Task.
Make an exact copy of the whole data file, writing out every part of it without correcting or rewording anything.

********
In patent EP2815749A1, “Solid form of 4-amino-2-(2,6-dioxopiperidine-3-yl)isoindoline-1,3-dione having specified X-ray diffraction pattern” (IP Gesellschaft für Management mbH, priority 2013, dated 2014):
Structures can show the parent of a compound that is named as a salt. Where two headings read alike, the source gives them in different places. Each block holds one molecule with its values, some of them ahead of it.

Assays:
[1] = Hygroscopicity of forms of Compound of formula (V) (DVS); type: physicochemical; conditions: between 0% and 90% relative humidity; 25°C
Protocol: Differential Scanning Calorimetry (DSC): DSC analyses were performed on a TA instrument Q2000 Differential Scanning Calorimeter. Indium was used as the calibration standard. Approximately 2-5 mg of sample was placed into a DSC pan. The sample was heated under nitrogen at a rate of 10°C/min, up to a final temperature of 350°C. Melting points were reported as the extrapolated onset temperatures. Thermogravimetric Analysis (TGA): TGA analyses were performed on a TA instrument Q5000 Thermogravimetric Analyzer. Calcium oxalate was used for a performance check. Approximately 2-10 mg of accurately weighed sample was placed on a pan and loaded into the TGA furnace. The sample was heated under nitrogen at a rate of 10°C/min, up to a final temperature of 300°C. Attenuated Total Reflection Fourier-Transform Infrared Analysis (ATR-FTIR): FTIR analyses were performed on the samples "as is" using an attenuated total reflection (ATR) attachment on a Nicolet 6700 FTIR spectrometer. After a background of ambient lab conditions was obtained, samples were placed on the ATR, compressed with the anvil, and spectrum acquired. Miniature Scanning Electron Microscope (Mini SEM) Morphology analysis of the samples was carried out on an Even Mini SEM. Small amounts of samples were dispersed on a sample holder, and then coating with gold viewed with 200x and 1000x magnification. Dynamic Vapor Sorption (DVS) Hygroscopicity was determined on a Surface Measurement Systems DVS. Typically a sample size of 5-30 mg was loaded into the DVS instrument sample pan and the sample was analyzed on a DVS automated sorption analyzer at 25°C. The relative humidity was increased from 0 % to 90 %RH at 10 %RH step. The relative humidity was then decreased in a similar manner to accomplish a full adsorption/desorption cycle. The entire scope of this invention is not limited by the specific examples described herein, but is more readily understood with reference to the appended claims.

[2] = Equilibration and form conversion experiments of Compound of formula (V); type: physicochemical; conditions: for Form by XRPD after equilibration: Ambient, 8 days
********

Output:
In patent EP2815749A1, “Solid form of 4-amino-2-(2,6-dioxopiperidine-3-yl)isoindoline-1,3-dione having specified X-ray diffraction pattern” (IP Gesellschaft für Management mbH, priority 2013, dated 2014):
Structures can show the parent of a compound that is named as a salt. Where two headings read alike, the source gives them in different places. Each block holds one molecule with its values, some of them ahead of it.

Assays:
[1] = Hygroscopicity of forms of Compound of formula (V) (DVS); type: physicochemical; conditions: between 0% and 90% relative humidity; 25°C
Protocol: Differential Scanning Calorimetry (DSC): DSC analyses were performed on a TA instrument Q2000 Differential Scanning Calorimeter. Indium was used as the calibration standard. Approximately 2-5 mg of sample was placed into a DSC pan. The sample was heated under nitrogen at a rate of 10°C/min, up to a final temperature of 350°C. Melting points were reported as the extrapolated onset temperatures. Thermogravimetric Analysis (TGA): TGA analyses were performed on a TA instrument Q5000 Thermogravimetric Analyzer. Calcium oxalate was used for a performance check. Approximately 2-10 mg of accurately weighed sample was placed on a pan and loaded into the TGA furnace. The sample was heated under nitrogen at a rate of 10°C/min, up to a final temperature of 300°C. Attenuated Total Reflection Fourier-Transform Infrared Analysis (ATR-FTIR): FTIR analyses were performed on the samples "as is" using an attenuated total reflection (ATR) attachment on a Nicolet 6700 FTIR spectrometer. After a background of ambient lab conditions was obtained, samples were placed on the ATR, compressed with the anvil, and spectrum acquired. Miniature Scanning Electron Microscope (Mini SEM) Morphology analysis of the samples was carried out on an Even Mini SEM. Small amounts of samples were dispersed on a sample holder, and then coating with gold viewed with 200x and 1000x magnification. Dynamic Vapor Sorption (DVS) Hygroscopicity was determined on a Surface Measurement Systems DVS. Typically a sample size of 5-30 mg was loaded into the DVS instrument sample pan and the sample was analyzed on a DVS automated sorption analyzer at 25°C. The relative humidity was increased from 0 % to 90 %RH at 10 %RH step. The relative humidity was then decreased in a similar manner to accomplish a full adsorption/desorption cycle. The entire scope of this invention is not limited by the specific examples described herein, but is more readily understood with reference to the appended claims.

[2] = Equilibration and form conversion experiments of Compound of formula (V); type: physicochemical; conditions: for Form by XRPD after equilibration: Ambient, 8 days